HOUSTON, Texas – The is a new collaborative industry and academic initiative, led by the University of Toronto, to conduct research and develop solutions for managing wastewater and reducing environmental footprint for mine development and operations has been given a $3.7-million boost by Genome Canada.
Advisian will participate alongside world leading specialists in environmental genomics, microbial geochemistry and biochemistry, major companies from the Canadian mining industry, as well as the Mining Association of Canada (MAC), the Ontario Mining Association (OMA) and Australia’s Commonwealth Scientific and Industrial Research Organization (CSIRO).
The initiative is focused on mitigation of sulphur compounds, or thiosalts. Formation and the subsequent acidification caused by thiosalts in wastewater are difficult to predict and have the potential to cause downstream contamination of rivers and streams.
While biological solutions and treatments have been widely adopted and used for over a century for wastewater treatment by municipalities and other industries, little research has been done to determine the role of sulphur loving microbes in mining wastewater. With new developments in genomics, researchers have the ability to identify these microbes and understand how they can be used to treat the sulphur compounds in mining wastewater using natural processes. This reveals where and when the sulphur loving microbes occur and how they react to heat, cold, sunlight, or other conditions. This can be applied to reduce sulphur compounds and avoid acidification.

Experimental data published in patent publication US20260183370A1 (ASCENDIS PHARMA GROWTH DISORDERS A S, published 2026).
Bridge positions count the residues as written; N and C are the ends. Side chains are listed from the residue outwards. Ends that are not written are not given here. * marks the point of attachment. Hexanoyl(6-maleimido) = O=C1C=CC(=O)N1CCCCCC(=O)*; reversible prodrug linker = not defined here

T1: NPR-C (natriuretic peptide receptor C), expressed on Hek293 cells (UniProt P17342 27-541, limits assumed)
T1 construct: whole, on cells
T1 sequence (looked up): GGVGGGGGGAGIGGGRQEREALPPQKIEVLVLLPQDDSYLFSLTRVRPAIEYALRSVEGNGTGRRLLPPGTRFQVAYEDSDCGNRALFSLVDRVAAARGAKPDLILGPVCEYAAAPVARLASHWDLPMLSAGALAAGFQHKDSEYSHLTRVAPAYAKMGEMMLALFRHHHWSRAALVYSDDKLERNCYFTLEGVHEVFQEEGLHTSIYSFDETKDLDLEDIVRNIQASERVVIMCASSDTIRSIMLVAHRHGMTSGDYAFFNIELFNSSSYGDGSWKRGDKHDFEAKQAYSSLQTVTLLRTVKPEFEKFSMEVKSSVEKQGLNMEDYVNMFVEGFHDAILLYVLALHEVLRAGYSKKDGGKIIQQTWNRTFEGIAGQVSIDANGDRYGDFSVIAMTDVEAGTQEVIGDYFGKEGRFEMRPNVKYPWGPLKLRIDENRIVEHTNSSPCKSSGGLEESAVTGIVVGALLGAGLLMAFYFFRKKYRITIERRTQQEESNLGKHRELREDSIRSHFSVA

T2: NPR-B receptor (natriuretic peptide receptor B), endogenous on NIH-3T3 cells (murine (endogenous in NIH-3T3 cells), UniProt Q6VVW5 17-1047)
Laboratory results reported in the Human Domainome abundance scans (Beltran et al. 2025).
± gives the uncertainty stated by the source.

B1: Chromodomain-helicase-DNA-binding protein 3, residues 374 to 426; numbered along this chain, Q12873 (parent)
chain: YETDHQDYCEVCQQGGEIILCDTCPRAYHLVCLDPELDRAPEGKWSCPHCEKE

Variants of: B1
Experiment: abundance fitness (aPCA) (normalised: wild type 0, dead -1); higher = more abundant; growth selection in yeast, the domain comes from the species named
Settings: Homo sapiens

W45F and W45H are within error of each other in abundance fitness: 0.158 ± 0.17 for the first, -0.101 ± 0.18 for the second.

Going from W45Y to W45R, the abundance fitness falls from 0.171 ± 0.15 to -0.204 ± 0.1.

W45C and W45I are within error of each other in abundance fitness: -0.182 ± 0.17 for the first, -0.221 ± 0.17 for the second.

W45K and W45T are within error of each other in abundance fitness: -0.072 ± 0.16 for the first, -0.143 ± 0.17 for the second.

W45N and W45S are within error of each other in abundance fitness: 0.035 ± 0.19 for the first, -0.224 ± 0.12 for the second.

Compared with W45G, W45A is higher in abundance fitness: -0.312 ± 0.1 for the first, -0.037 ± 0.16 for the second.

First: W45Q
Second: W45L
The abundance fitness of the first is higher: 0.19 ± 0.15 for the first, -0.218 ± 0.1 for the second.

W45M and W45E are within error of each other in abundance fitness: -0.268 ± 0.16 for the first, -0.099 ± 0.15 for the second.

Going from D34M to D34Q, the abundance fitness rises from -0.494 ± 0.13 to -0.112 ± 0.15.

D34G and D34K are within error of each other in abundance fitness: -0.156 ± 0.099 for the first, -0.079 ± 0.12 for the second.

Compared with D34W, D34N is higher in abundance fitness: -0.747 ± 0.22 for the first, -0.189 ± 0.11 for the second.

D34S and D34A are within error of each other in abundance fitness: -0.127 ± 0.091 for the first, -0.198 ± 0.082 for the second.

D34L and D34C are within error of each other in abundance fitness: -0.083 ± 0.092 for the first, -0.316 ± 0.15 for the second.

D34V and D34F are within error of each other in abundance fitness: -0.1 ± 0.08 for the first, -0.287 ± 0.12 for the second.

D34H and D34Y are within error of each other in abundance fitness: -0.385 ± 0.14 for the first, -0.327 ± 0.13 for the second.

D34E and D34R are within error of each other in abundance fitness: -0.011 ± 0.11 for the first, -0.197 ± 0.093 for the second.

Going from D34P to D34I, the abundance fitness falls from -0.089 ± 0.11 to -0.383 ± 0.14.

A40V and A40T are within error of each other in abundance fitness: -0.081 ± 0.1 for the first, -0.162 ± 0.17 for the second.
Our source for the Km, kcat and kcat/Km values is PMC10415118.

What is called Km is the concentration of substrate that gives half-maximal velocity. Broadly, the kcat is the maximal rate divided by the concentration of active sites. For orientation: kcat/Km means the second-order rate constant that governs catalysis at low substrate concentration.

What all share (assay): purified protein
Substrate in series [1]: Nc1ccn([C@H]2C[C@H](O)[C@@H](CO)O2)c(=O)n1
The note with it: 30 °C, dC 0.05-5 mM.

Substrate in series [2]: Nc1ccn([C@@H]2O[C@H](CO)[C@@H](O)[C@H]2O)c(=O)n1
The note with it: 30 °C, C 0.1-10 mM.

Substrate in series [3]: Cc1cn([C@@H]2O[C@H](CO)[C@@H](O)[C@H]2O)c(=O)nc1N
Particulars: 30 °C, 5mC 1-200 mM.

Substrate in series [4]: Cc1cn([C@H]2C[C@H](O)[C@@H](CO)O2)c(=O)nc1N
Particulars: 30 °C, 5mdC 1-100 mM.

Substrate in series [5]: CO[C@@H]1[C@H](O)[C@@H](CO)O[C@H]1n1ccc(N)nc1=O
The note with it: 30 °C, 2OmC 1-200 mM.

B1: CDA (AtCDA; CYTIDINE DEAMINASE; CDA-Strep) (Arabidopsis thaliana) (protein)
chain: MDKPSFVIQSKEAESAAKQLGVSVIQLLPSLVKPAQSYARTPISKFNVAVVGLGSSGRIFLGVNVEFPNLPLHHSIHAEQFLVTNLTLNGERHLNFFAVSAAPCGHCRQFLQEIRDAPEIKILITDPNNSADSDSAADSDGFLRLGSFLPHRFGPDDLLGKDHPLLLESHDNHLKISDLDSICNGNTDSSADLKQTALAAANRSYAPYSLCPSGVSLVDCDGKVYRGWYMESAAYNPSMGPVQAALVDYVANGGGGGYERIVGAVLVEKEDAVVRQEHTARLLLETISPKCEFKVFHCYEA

Advisian will be undertaking the work that assists the industry in determining the value of the thiosalts problem and the benefits of potential solutions. With its partners, Advisian will create a new enhanced framework including methods and guidelines for the mining industry. This will enable the inclusion of genomic/biologically oriented mining wastewater solutions into tailings management strategy, operational planning, and day-to-day management, monitoring and reporting.
The research project begins in February 2017 and is expected to be completed in 2020.
More information can be found at GenomeCanada.ca.